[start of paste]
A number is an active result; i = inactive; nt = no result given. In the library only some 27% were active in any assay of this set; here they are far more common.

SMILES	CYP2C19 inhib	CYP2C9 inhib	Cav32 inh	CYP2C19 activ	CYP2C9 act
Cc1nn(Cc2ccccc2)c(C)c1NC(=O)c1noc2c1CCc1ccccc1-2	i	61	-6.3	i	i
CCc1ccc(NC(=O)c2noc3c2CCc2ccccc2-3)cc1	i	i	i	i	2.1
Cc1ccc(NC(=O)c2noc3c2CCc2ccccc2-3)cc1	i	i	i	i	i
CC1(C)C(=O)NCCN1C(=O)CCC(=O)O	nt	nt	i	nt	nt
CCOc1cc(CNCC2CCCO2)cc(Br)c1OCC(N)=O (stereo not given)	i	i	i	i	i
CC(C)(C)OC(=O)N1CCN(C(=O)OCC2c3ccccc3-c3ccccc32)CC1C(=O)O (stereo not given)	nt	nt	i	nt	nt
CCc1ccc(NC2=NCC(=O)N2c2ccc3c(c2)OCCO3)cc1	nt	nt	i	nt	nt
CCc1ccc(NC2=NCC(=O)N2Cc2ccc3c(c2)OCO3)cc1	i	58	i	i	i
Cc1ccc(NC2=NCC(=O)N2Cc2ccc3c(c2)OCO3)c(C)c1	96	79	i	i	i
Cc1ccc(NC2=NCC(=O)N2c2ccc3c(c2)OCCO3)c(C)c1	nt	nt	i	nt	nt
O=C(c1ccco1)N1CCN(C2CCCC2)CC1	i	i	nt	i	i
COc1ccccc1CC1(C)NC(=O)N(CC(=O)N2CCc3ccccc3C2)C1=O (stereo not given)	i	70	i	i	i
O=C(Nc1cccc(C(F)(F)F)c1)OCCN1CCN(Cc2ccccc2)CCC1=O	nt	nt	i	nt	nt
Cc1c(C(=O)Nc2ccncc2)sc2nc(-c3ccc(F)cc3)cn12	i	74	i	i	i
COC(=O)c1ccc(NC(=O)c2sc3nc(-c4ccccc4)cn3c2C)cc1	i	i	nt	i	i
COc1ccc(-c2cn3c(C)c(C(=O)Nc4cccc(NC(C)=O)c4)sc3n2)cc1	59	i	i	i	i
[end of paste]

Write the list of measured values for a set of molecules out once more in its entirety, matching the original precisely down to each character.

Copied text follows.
A number is an active result; i = inactive; nt = no result given. In the library only some 27% were active in any assay of this set; here they are far more common.

SMILES	CYP2C19 inhib	CYP2C9 inhib	Cav32 inh	CYP2C19 activ	CYP2C9 act
Cc1nn(Cc2ccccc2)c(C)c1NC(=O)c1noc2c1CCc1ccccc1-2	i	61	-6.3	i	i
CCc1ccc(NC(=O)c2noc3c2CCc2ccccc2-3)cc1	i	i	i	i	2.1
Cc1ccc(NC(=O)c2noc3c2CCc2ccccc2-3)cc1	i	i	i	i	i
CC1(C)C(=O)NCCN1C(=O)CCC(=O)O	nt	nt	i	nt	nt
CCOc1cc(CNCC2CCCO2)cc(Br)c1OCC(N)=O (stereo not given)	i	i	i	i	i
CC(C)(C)OC(=O)N1CCN(C(=O)OCC2c3ccccc3-c3ccccc32)CC1C(=O)O (stereo not given)	nt	nt	i	nt	nt
CCc1ccc(NC2=NCC(=O)N2c2ccc3c(c2)OCCO3)cc1	nt	nt	i	nt	nt
CCc1ccc(NC2=NCC(=O)N2Cc2ccc3c(c2)OCO3)cc1	i	58	i	i	i
Cc1ccc(NC2=NCC(=O)N2Cc2ccc3c(c2)OCO3)c(C)c1	96	79	i	i	i
Cc1ccc(NC2=NCC(=O)N2c2ccc3c(c2)OCCO3)c(C)c1	nt	nt	i	nt	nt
O=C(c1ccco1)N1CCN(C2CCCC2)CC1	i	i	nt	i	i
COc1ccccc1CC1(C)NC(=O)N(CC(=O)N2CCc3ccccc3C2)C1=O (stereo not given)	i	70	i	i	i
O=C(Nc1cccc(C(F)(F)F)c1)OCCN1CCN(Cc2ccccc2)CCC1=O	nt	nt	i	nt	nt
Cc1c(C(=O)Nc2ccncc2)sc2nc(-c3ccc(F)cc3)cn12	i	74	i	i	i
COC(=O)c1ccc(NC(=O)c2sc3nc(-c4ccccc4)cn3c2C)cc1	i	i	nt	i	i
COc1ccc(-c2cn3c(C)c(C(=O)Nc4cccc(NC(C)=O)c4)sc3n2)cc1	59	i	i	i	i